Training your dog requires time, patience, and diligence by both the pet and pet owner. But, training doesn’t have to be a stressful or negative experience. In fact, making sessions light and fun can help you and your pet achieve success without any negativity. Take the stress out of training with the following tips. 

#1: Encourage positive reinforcement

It should come as no surprise that when we reward pets for good behavior, they will be more inclined to repeat that behavior to gain desirable attention. On the other hand, scolding or physically reprimanding your pet when she urinates on the carpet or jumps on visitors will teach her to be scared or fearful. While these negative techniques may be effective in achieving the desired skill, simultaneously instilling feelings of fear is unnecessary. Catch your pet behaving well and reward her with one of the following:

  • Small, healthy training treats, or pieces of her kibble
  • A favorite toy
  • A game of fetch or chase
  • Words of praise
  • Gentle pats, or belly rubs

Don’t be afraid to reward small achievements, so your pet knows she is on the path to success. Remember, dogs typically want to please their owners, so making a big deal out of rewarding good behavior is one of the most effective training tools. Your grandiose gestures and praise may seem silly to you, but they are powerful, and give results.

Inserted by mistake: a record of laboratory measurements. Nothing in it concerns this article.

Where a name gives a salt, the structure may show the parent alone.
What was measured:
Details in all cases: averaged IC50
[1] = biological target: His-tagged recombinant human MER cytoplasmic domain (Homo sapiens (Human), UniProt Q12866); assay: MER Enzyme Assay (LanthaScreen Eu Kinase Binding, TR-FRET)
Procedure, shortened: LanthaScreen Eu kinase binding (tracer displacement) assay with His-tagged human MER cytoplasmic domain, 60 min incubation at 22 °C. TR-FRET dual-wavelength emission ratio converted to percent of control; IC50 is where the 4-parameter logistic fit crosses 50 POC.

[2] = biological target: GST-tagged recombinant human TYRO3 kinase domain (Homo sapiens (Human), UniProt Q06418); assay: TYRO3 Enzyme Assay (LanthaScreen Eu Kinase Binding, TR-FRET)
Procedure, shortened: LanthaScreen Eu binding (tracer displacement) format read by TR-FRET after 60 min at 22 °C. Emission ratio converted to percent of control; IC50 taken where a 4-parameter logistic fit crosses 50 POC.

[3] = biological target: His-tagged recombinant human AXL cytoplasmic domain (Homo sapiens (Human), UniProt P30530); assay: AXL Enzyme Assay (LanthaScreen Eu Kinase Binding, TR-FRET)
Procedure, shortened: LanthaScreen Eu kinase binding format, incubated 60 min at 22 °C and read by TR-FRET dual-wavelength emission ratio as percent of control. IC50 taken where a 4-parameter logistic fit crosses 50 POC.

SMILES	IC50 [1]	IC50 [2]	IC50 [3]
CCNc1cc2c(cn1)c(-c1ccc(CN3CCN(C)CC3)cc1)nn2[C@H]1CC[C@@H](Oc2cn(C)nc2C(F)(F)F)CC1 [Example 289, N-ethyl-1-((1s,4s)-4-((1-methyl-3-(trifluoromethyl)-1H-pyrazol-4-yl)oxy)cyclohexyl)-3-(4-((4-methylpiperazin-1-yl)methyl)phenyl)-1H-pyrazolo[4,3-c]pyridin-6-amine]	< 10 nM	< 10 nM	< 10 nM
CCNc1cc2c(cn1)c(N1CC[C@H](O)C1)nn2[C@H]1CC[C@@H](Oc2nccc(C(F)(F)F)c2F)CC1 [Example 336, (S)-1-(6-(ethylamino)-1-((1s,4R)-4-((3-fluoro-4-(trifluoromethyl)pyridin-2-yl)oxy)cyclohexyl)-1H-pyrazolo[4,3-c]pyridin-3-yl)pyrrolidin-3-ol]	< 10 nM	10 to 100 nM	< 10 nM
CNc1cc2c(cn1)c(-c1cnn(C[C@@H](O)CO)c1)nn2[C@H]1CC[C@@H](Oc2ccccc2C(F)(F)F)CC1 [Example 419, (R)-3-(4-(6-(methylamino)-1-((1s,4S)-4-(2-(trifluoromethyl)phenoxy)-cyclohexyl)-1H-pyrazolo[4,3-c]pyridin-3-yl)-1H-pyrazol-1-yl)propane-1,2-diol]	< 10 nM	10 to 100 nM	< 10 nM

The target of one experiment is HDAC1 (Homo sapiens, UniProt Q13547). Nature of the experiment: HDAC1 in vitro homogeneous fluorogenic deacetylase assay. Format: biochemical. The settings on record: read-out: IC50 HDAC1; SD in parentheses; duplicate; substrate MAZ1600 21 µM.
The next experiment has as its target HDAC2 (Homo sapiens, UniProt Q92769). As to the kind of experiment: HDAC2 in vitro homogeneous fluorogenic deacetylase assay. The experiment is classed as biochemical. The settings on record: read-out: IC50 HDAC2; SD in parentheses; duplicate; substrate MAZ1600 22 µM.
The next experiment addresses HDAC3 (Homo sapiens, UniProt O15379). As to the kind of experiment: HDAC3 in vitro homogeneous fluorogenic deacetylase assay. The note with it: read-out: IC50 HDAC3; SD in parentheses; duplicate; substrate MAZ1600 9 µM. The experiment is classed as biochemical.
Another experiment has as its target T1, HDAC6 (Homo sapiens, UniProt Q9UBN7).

#2: Use a clicker

Clicker training is a popular, positive way to help your dog understand good behavior. Clickers are small, hand-held devices that the trainer (i.e., you) holds and clicks the instant your pet performs the desired behavior. The timing of the click is crucial and must be immediately followed by a reward. Clickers are great supplemental tools for positive-reinforcement training. You can read more about clicker training here

#3: Get the whole family involved

Every family member must participate so your dog becomes accustomed to taking commands from the whole family. Start off by calling a family meeting to discuss training methods, and agree on some ground rules. Talk about the rewards you will use during training, and what to do if your pet is misbehaving or caught soiling in the house. Consistency will help your pet know what to expect and keep her on track, but involving all family members will help her stay flexible and adaptable, too. 

#4: Consider hiring a professional trainer

Resorting to a professional dog trainer does not mean you’ve failed at training your pet. Some dogs, including certain breeds, are notoriously difficult to train. In addition, finding enough time and patience to endure training can be a deal-breaker for some pet owners. You can get help with training in a number of ways, such as organized classes, which are great for learning basic commands, and have the added benefit of allowing your pet to socialize with other dogs. A one-on-one trainer may be more appropriate for puppies or adult dogs with behavioral concerns. You can discuss your concerns with your Stone Ridge veterinarian, who can refer you to a veterinary behaviorist, if necessary. 

Think your pet doesn’t need training? Your pet may follow basic commands and be house-trained, but many pets can benefit from year-round training sessions to refresh their memories, and to prevent boredom. In fact, many undesirable behaviors, such as digging or incessant barking, can be minimized with training. Despite the old adage that you cannot teach an old dog new tricks, training sessions can help keep the mind sharp and the memory clear, so we encourage these types of activities for senior pets, too. Contact us for more information.